How Ireland can cure their World Cup hangover and fill the Johnny Sexton void
The hangover has lasted for four months, with broken images of those Parisian nights coming back in their heads still aching with the hazy memories of a golden opportunity lost.
For France and Ireland, the stories of the harvest were surprisingly similar, so close; so far – two World Cup events set up for success ended prematurely by one score. A kick of a ball, a flip of coins, a well-timed Cheslin Kolbe or a jackal Sam Whitelock: for the third men’s World Cup in a row, France and Ireland spent the last fortnight as spectators.
These two were the sides that marked the final cycle of the World Cup, carefully building a rival in the hope of ending their championship hoodoo. France coach Fabien Galthie and his Irish counterpart Andy Farrell identified areas that needed improvement and improved them, bringing through key personnel and developing depth. They entered, and left, the World Cup with very few obvious weaknesses; either would be a worthy winner.
Both came up short. “Four years of steady progress, the only goal was to be world champion,” Galthie said late last year. “There is no one point, but everything is one point. We will be tired for life and that will be part of our journey.”
And now it’s time to pick up the pieces and start again with a new challenge. It feels fitting that these two will be hitting the opposite button on men’s international rugby with the first full-fledged match since the World Cup ended, and the opening match of the Six Nations could still be the deciding game this year.
This game of grand-slam champions will feel something new. In part, that is due to a new amphitheater, as the upcoming Olympics in the French capital will have to move south from the Stade de France; Marseille’s Stade Velodrome is a spectacular sporting cathedral and a fitting platform.
But the sense of the nouveau is best marked in the gaps left by those who are no longer here. Johnny Sexton and Antoine Dupont were the faces of their countries, primitive for the projects they started and the rugby philosophies around which these two sculptures were carved.
Sexton has been at the heart of this Ireland for a long time, both its backbone and its brain. Careful management allowed Farrell to extract the last drops of an old vineyard, but in doing so he may have stunted the progress of his successor. The emergence of Jack Crowley, then, is well-timed, the Munsterman kicked his province to United Rugby Championship victory last season and is now ready for his international opportunity.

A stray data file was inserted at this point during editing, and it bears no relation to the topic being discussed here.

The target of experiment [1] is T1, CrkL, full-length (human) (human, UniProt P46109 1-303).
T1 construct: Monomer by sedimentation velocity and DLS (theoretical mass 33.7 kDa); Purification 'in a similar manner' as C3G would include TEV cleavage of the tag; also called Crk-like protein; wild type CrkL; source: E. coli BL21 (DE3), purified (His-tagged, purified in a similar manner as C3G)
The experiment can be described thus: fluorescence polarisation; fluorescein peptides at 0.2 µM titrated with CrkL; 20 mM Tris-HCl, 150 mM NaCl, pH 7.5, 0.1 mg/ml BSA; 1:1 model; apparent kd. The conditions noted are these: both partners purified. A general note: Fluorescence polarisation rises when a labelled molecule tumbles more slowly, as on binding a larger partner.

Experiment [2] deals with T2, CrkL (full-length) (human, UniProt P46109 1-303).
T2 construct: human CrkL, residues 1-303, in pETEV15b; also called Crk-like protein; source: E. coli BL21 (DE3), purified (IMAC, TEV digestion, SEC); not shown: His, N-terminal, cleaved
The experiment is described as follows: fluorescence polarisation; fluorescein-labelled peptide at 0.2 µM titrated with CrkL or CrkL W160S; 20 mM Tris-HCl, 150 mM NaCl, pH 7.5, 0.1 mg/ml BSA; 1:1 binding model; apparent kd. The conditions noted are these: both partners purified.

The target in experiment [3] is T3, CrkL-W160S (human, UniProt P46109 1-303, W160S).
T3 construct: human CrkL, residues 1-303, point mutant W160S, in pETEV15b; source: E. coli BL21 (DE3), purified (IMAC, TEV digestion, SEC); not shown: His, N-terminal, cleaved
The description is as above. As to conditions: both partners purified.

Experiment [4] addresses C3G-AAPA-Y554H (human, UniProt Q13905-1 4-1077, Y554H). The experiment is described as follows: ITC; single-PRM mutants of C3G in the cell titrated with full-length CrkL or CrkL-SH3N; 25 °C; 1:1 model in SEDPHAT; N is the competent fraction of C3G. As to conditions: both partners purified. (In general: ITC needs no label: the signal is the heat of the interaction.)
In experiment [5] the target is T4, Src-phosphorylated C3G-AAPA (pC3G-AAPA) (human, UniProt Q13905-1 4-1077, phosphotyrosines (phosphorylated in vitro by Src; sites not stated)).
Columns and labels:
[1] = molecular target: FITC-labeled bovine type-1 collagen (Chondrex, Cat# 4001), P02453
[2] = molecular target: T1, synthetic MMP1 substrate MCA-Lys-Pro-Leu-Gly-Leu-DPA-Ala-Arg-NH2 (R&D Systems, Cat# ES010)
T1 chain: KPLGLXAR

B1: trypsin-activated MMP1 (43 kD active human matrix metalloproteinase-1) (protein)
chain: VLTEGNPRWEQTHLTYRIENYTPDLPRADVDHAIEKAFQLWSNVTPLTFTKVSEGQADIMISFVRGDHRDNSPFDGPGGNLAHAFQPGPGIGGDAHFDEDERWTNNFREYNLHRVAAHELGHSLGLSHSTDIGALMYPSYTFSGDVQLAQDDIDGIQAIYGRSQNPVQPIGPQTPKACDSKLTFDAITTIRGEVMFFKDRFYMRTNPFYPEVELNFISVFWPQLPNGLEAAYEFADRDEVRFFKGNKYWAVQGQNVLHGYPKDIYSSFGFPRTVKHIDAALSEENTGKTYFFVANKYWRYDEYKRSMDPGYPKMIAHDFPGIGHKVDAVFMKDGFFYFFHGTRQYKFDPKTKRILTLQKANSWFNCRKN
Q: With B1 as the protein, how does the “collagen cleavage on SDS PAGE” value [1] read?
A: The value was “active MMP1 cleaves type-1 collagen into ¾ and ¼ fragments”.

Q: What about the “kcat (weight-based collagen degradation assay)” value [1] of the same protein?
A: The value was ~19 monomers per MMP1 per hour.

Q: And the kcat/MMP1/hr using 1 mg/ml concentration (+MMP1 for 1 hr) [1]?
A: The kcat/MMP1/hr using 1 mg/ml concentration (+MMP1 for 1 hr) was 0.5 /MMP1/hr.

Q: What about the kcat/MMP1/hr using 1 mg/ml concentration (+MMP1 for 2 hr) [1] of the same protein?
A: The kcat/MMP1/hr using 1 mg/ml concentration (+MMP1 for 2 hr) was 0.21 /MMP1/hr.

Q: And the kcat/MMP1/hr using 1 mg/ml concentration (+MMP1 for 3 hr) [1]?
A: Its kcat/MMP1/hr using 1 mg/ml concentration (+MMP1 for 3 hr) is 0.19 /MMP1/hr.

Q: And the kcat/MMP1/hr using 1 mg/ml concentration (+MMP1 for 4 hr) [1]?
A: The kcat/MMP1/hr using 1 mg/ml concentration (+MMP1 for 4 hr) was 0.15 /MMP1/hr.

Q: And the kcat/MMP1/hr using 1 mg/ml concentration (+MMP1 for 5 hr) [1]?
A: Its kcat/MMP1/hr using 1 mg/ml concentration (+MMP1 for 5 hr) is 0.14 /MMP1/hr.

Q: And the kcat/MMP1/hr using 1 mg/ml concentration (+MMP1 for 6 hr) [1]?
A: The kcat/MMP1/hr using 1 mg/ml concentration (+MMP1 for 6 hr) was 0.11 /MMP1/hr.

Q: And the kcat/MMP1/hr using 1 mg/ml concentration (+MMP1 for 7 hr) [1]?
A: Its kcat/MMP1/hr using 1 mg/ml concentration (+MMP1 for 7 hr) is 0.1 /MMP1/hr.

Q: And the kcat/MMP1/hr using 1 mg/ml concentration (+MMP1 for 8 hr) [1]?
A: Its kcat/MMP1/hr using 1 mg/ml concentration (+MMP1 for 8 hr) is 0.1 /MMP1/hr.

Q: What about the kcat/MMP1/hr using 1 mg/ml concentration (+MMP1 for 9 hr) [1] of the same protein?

“I think it has to happen organically; he’s got to be realistic,” Crowley said of how he’ll cope with Sexton being gone. “For me, he’s been trying to learn so much from Johnny over the last couple of years and get in more I can. I need to grow and understand myself and my game and how I can impact this organization.”
Peter O’Mahony’s promotion to captain should ensure a stable, disciplined boat. The blind side is still one of Ireland’s best at the age of 34, although the Irish Rugby Football Union (IRFU) are notably reluctant to give their new Munster captain a modest contract. put in contact with O’Mahony for an update. The side have insisted they are fully focused on this campaign but the kind of club/country tension that has been avoided in the last cycle threatens to bubble at the back.
That is also true of France, where the alignment achieved in preparation for the World Cup at home seems to have been somewhat restored. The top 14 clubs were generous in providing their players ahead of that tournament, but a complex system has been sorted out for this campaign which sees many more fringe squad members, which apparently would not suit anyone. .
Dupont will be back after the Olympics but his departure to the sevens round leaves even this formidable French side searching for a new nucleus around which their free-spirits can revolve. His running mate Romain Ntamack is still out, too, so Fabien Galthie is fortunate to be able to count on a pair of clubs in red-hot form. Maxime Lucu and Matthieu Jalibert will be joined by fellow Bordeaux-Begles Yoram Moefana, Louis Bielle-Biarrey and Damian Penaud in the France 23 with no team playing better attacking rugby in Europe this season.
The pieces elsewhere are, for the most part, still the same for France, although it is a shame that the kaiju Emmanuel Meafou has to wait for an international arrival due to injury. Galthie can at least call on Uini Atonio and Romain Taofifenua, who were suspended from international duty after the World Cup, to compensate.
The fact that both coaches have selected six forwards on the bench speaks to the prospect of another strong battle. The Stade de France is far from state, but when France visited Marseille in the autumn of 2022 to face South Africa, the atmosphere was ferocious, and Friday night’s lights should make a real impression. to this opening game. There are plenty of courses to be served in these Six Nations but this is not your traditional food.
“We all know it’s going to be a war of attrition,” Farrell said Wednesday when he announced his squad. “It’s mouth-watering, isn’t it? The stadium, the atmosphere, because it’s the first Six Nations match after the World Cup, if you’re not excited about that, you’re in the wrong place.
“For us, it just lives up to our expectations, we expect to play on the big stage and it really doesn’t get any bigger than this one. We have to enjoy these events and chase them.”